Voters might be willing to elect a so-called socialist over a president they have never liked.
Has the socialist moment finally arrived in the United States? Increasingly, the Democratic party seems to think so. Capitalism has taken a good flight over the past few hundred years, but now it's time to let the technocrats take control. . . virtually everything – from health care to education to energy to banking.
This kind of view has long been a place in the Democratic party – think of the slogan of Huey Long, "Every man a king" – but it seems to go mainstream. The crazy ideas of Alexandria Ocasio-Cortez are not limited to the left edge of the back seat of the house, but are endorsed by important presidential candidates. And why not? Winning the Democratic nomination will need someone to form a coalition between voters of minorities and white progressives in the scale, and the latter can not get enough of the statistical utopia of AOC.
But does this provide a good policy? National JournalJosh Kraushaar – one of my favorite political analysts – is doubtful. In a typical austere analysis he argues:
What is so remarkable about this quick shift to the left is that it is against the interests of the party – both for the individual candidates and their chances to beat Trump next year. So many candidates try to fill the most progressive job of the party that they distribute that part of the votes evenly. At the same time, there is sufficient evidence that many ordinary and democratic Democrats are looking for a pragmatist who can actually win the presidency.
It is far from me to doubt someone with a solid record as Kraushaar's. And I really hope he's right. But as Allahpundit likes to say, "Dude, I'm worried. "
My fear is based on the simple fact that Donald Trump's job evaluation is currently in the toilet, where it has been since almost the day of his inauguration. The RealClearPolitics on average, he has only 42 percent and never kept him more than 50 percent. And this despite the fact that we have peace and prosperity today.
I'm afraid voters are prepared to elect a so-called socialist over a president who they never really liked. More importantly, I'm afraid they will not even recognize that this is what they do. That is how little trust I have in the discernment of American voters – they will not connect the dots and realize that the Democrats are calling for a governmental takeover of virtually everything. I am worried that people have abandoned the ideological sides of both parties of the authority to select the two-party nominees, and then to choose between them on the basis of their views on the incumbent government – or that means choosing one celebrity television star such as Trump or a socialist like Bernie.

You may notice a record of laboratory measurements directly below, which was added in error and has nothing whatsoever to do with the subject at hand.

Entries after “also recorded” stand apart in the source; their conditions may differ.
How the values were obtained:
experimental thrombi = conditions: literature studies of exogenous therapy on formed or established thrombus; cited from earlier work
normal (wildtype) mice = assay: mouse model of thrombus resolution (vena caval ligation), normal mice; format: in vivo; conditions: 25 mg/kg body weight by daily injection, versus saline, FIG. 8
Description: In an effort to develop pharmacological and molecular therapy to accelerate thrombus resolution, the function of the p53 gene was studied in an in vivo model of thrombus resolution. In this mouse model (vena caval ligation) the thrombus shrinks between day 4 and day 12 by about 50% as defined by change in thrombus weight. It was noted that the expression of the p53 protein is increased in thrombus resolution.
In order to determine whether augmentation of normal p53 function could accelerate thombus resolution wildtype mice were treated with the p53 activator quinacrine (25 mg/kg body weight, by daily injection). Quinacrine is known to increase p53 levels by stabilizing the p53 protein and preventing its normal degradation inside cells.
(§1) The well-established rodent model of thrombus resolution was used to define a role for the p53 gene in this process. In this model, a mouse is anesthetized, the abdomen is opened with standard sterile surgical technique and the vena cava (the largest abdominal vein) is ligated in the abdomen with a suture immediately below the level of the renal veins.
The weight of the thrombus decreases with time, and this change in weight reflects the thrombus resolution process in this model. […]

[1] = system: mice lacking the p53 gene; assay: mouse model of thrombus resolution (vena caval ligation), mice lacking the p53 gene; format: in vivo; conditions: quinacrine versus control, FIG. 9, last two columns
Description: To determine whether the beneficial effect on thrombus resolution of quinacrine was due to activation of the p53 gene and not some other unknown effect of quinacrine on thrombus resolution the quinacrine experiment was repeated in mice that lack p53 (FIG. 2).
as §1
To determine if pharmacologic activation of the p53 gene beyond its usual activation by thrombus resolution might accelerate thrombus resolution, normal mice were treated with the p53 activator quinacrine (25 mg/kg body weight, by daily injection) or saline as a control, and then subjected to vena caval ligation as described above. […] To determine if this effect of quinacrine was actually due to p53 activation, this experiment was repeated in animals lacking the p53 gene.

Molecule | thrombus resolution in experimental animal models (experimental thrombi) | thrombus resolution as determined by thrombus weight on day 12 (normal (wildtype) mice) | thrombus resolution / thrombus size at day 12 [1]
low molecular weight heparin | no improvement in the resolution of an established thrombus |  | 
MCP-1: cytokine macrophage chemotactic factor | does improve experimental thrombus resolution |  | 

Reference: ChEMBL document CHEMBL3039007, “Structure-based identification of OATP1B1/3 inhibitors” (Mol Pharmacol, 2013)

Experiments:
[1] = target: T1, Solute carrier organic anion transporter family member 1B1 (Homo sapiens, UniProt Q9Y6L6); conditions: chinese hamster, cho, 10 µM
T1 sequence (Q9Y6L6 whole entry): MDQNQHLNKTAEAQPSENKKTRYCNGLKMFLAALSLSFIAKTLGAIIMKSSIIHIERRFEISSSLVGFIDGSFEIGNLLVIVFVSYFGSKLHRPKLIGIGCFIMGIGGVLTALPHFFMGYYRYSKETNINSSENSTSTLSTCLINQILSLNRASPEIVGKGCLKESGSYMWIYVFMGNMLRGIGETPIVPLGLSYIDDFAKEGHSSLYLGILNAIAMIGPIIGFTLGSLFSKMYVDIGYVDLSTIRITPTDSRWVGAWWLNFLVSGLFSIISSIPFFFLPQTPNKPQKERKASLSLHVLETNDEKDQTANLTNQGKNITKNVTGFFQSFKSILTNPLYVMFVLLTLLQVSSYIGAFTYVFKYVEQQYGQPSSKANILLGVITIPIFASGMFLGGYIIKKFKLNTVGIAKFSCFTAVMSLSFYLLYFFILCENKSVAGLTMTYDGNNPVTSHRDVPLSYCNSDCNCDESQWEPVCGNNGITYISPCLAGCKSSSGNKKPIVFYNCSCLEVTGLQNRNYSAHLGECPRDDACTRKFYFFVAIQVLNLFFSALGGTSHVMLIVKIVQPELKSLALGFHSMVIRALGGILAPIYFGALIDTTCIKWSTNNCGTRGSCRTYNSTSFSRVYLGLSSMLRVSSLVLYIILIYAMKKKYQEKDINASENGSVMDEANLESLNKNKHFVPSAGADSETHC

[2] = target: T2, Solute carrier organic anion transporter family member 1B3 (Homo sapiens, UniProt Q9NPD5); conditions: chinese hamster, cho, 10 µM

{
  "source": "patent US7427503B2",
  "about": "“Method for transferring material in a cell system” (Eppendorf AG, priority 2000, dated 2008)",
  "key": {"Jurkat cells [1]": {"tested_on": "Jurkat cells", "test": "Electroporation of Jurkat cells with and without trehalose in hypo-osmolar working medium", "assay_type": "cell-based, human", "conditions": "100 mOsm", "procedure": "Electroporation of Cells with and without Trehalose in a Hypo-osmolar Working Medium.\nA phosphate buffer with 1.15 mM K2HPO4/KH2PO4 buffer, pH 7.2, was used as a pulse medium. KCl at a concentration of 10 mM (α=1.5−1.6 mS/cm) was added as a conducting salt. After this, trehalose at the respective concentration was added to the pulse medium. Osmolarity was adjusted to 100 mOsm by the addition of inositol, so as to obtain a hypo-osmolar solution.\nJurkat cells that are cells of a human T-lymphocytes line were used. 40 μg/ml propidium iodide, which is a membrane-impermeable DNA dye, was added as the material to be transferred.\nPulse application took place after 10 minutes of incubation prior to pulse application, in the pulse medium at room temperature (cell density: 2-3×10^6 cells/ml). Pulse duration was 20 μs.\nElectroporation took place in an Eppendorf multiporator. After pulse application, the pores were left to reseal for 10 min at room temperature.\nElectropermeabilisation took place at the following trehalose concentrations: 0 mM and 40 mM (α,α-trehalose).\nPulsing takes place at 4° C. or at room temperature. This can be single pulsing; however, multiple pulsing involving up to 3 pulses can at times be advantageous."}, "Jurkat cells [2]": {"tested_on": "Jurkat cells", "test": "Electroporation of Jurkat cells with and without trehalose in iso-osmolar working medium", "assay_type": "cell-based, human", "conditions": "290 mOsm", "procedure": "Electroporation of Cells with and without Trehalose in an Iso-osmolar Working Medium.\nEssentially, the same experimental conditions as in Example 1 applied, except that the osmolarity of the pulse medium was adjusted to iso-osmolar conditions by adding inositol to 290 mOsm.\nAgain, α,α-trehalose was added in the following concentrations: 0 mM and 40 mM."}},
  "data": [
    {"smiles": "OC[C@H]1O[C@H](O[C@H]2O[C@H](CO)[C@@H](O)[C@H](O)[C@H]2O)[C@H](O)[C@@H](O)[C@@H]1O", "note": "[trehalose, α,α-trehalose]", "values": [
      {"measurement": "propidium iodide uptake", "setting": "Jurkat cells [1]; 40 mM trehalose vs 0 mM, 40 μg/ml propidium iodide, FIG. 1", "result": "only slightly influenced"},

I think back to the Democratic nomination of 1932, when Franklin Roosevelt turned away from Al Smith. FDR represented a remarkable break with practice in the past, while Smith would have ruled more in Grover Cleveland's mold. But I also do not think that it would have really mattered to the outcome in 1932 – one of them could have won. Perhaps Catholicism was the only thing that Smith had somehow received. But ideology did not matter.
Idem 2008. Barack Obama was pretty much an empty slate, but the little we knew about him suggested he would mark a dramatic shift to the left. He ran into John McCain, who had taken a more moderate role for himself. Was Obama's liberalism important? Not really.
Or how about 1980? Ronald Reagan was a pause of recent Republican nominees, while George H. W. Bush was not. In the end, ideology did not make much difference.
There are certainly other examples. It is quite likely that both Barry Goldwater in 1964 and George McGovern won fewer votes in 1972 than they would otherwise have because they were so far out of the mainstream.
And for the sake of clarity: I do not explicitly disagree with Kraushaar. I am only concerned that the unpopularity of Trump could eventually bring a socialist into the White House.
This president must get his act together and behave as a president should do. Of course he will probably not do that, which means that he will limp to 2020 with anemic approval classifications. And then we can finally discover whether America is actually on the brink of a socialist moment, spurred on by an ideological edge and accepted by a dissatisfied, ill-informed public.
Conservatives must brace themselves and begin to prepare to work hard to keep the Republican majority in the Senate – because that is probably the only thing that ultimately stops the socialist tide.